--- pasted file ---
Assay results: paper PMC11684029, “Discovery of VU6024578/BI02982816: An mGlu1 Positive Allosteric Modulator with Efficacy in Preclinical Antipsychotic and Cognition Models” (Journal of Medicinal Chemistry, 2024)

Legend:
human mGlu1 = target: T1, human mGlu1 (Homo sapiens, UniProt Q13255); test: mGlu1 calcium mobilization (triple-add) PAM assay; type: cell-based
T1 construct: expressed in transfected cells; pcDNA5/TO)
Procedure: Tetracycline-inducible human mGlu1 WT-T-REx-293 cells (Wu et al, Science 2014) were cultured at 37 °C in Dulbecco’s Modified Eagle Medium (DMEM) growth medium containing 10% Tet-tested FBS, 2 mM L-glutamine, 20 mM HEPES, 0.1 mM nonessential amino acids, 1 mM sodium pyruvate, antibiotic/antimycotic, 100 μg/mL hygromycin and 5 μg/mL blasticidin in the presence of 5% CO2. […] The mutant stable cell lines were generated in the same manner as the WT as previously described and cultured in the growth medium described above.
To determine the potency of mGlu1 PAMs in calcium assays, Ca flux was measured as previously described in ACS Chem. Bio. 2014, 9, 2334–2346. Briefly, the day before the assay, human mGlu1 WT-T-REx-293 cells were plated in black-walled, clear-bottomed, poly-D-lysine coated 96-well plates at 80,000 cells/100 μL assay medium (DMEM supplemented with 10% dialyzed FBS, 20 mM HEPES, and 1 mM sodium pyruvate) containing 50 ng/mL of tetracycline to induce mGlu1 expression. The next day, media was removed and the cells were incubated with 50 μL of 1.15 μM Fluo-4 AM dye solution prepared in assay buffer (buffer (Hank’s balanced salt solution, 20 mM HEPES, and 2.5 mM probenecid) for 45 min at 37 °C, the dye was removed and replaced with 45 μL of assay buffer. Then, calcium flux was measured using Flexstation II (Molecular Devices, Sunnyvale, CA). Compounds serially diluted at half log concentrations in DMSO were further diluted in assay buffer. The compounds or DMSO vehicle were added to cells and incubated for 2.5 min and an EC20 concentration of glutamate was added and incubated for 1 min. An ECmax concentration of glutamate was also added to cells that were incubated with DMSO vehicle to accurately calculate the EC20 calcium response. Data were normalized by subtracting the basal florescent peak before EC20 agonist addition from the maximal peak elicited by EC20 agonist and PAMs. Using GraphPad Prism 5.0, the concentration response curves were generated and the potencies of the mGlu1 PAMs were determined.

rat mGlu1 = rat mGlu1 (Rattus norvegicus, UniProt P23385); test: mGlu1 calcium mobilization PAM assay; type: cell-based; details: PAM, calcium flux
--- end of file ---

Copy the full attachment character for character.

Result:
Assay results: paper PMC11684029, “Discovery of VU6024578/BI02982816: An mGlu1 Positive Allosteric Modulator with Efficacy in Preclinical Antipsychotic and Cognition Models” (Journal of Medicinal Chemistry, 2024)

Legend:
human mGlu1 = target: T1, human mGlu1 (Homo sapiens, UniProt Q13255); test: mGlu1 calcium mobilization (triple-add) PAM assay; type: cell-based
T1 construct: expressed in transfected cells; pcDNA5/TO)
Procedure: Tetracycline-inducible human mGlu1 WT-T-REx-293 cells (Wu et al, Science 2014) were cultured at 37 °C in Dulbecco’s Modified Eagle Medium (DMEM) growth medium containing 10% Tet-tested FBS, 2 mM L-glutamine, 20 mM HEPES, 0.1 mM nonessential amino acids, 1 mM sodium pyruvate, antibiotic/antimycotic, 100 μg/mL hygromycin and 5 μg/mL blasticidin in the presence of 5% CO2. […] The mutant stable cell lines were generated in the same manner as the WT as previously described and cultured in the growth medium described above.
To determine the potency of mGlu1 PAMs in calcium assays, Ca flux was measured as previously described in ACS Chem. Bio. 2014, 9, 2334–2346. Briefly, the day before the assay, human mGlu1 WT-T-REx-293 cells were plated in black-walled, clear-bottomed, poly-D-lysine coated 96-well plates at 80,000 cells/100 μL assay medium (DMEM supplemented with 10% dialyzed FBS, 20 mM HEPES, and 1 mM sodium pyruvate) containing 50 ng/mL of tetracycline to induce mGlu1 expression. The next day, media was removed and the cells were incubated with 50 μL of 1.15 μM Fluo-4 AM dye solution prepared in assay buffer (buffer (Hank’s balanced salt solution, 20 mM HEPES, and 2.5 mM probenecid) for 45 min at 37 °C, the dye was removed and replaced with 45 μL of assay buffer. Then, calcium flux was measured using Flexstation II (Molecular Devices, Sunnyvale, CA). Compounds serially diluted at half log concentrations in DMSO were further diluted in assay buffer. The compounds or DMSO vehicle were added to cells and incubated for 2.5 min and an EC20 concentration of glutamate was added and incubated for 1 min. An ECmax concentration of glutamate was also added to cells that were incubated with DMSO vehicle to accurately calculate the EC20 calcium response. Data were normalized by subtracting the basal florescent peak before EC20 agonist addition from the maximal peak elicited by EC20 agonist and PAMs. Using GraphPad Prism 5.0, the concentration response curves were generated and the potencies of the mGlu1 PAMs were determined.

rat mGlu1 = rat mGlu1 (Rattus norvegicus, UniProt P23385); test: mGlu1 calcium mobilization PAM assay; type: cell-based; details: PAM, calcium flux